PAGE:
Source: Daily NewsFriday, June 22, 2018
  • Give space peace a chance, Holy See says
    Vienna, Austria, Jun 22, 2018 / 02:37 pm (CNA).- After U.S. President Donald Trump called Monday for a new military branch referred to as the “space force,” the Holy See has encouraged a unified, peaceful approach to space exploration. “The Holy See wishes to stress the importance of ensuring that outer space remains peaceful and that all outer space activities and efforts protect and promote this goal,” said Brother Guy Consolmagno, SJ, director of the Vatican Observatory. “The potential for development through space technology is immense and that the best way to make use of this potential is through international cooperation,” he said, in a June 21 statement to United Nations Office for Outer Space Affairs (UNOOSA). Brother Guy is also the president of the Vatican Observatory Foundation and led the Holy See’s Delegation at UNISPACE+50, a conference which took place at the Vienna International Centre in Austria from June 18-21. UNOOSA described the purpose of the symposium as to “consider the future course of global space cooperation for the benefit of humankind.” The conference occurred shortly after President Trump directed Pentagon officials to move toward establishing a “space force” in support of national security. He said the branch presence would create jobs and that the regulation of space traffic management should not fall to other countries. "I'm hereby directing the Department of Defense and Pentagon to immediately begin the process necessary to establish a space force as the sixth branch of the armed forces,” he announced at a June 18 meeting of the National Space Council. “It is not enough to merely have an American presence in space. We must have American dominance in space.” “There’s no place like space,” Trump added. The sixth branch of military would have to be approved by U.S. Congress before it was established. President Trump also challenged rich Americans to pursue private, commercial space industry on U.S. soil. Brother Consolmagno encouraged a different approach to space study and exploration. “The Holy See wishes to stress the importance of ensuring that outer space remains peaceful and that all outer space activities and efforts protect and promote this goal,” he said in remarks at the conference. “It would be a most dangerous and alarming development, and one that could impact every single man and woman on Earth, if outer space were to become another theatre of armed conflict, just as the land, sea and air before it.” “When the Earth is viewed from space, the atmosphere is the only border that matters, he said. “In seeing the Earth from space, we realize that our own borders are insignificant in comparison. The Earth’s atmosphere is a global environment that needs to be protected by a global vision of this limited, shared natural resource and must be utilized for the benefit of all humankind,” he added. Consolmagno said the benefits of space exploration, and the data from space research, should be publicly available. Space travel, he continued, should be made more affordable, and viewed as a benefit [...]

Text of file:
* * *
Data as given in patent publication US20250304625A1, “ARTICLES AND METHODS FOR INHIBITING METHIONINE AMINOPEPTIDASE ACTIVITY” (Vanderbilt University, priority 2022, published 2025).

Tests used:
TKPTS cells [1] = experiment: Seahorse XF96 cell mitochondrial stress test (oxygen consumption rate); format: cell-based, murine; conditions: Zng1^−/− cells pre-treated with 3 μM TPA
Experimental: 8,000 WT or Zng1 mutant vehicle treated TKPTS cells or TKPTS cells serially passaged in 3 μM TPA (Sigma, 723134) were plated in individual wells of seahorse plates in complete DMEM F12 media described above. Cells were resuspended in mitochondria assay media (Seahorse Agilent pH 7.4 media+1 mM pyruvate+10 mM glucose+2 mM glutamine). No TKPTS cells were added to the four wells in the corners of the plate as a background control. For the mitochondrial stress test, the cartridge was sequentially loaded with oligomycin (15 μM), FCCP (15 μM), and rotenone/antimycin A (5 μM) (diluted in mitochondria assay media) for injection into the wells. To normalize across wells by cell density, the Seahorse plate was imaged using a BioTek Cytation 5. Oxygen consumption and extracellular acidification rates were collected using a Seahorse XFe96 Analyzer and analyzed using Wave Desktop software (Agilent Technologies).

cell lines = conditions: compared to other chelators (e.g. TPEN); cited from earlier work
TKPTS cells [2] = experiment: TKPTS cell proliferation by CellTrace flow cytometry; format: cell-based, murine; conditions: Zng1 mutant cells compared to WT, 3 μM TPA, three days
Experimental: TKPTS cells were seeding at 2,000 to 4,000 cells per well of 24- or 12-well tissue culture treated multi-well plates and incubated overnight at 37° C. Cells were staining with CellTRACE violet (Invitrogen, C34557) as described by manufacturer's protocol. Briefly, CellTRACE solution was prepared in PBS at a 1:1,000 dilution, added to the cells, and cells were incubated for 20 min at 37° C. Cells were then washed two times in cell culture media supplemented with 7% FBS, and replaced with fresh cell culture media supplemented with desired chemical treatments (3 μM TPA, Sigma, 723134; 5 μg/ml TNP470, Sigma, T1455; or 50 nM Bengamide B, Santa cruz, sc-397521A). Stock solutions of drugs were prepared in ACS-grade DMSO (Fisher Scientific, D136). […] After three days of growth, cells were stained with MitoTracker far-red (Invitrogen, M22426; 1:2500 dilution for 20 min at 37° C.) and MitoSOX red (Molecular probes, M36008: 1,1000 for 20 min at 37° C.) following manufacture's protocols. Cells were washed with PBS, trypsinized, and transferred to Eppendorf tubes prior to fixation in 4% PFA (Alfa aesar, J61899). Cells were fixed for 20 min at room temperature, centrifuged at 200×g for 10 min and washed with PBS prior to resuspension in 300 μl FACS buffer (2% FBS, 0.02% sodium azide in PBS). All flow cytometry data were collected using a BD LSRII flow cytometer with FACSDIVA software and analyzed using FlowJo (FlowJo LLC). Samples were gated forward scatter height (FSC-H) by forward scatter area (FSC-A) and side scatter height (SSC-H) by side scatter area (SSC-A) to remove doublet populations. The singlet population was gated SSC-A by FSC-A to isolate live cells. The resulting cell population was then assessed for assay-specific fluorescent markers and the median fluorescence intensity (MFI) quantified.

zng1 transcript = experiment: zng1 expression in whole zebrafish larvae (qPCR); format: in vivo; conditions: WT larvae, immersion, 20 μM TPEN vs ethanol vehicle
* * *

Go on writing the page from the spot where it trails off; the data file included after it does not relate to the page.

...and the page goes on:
Source: Daily NewsFriday, June 22, 2018
  • Murdered nuns’ opposition to death penalty leads to life in prison for killer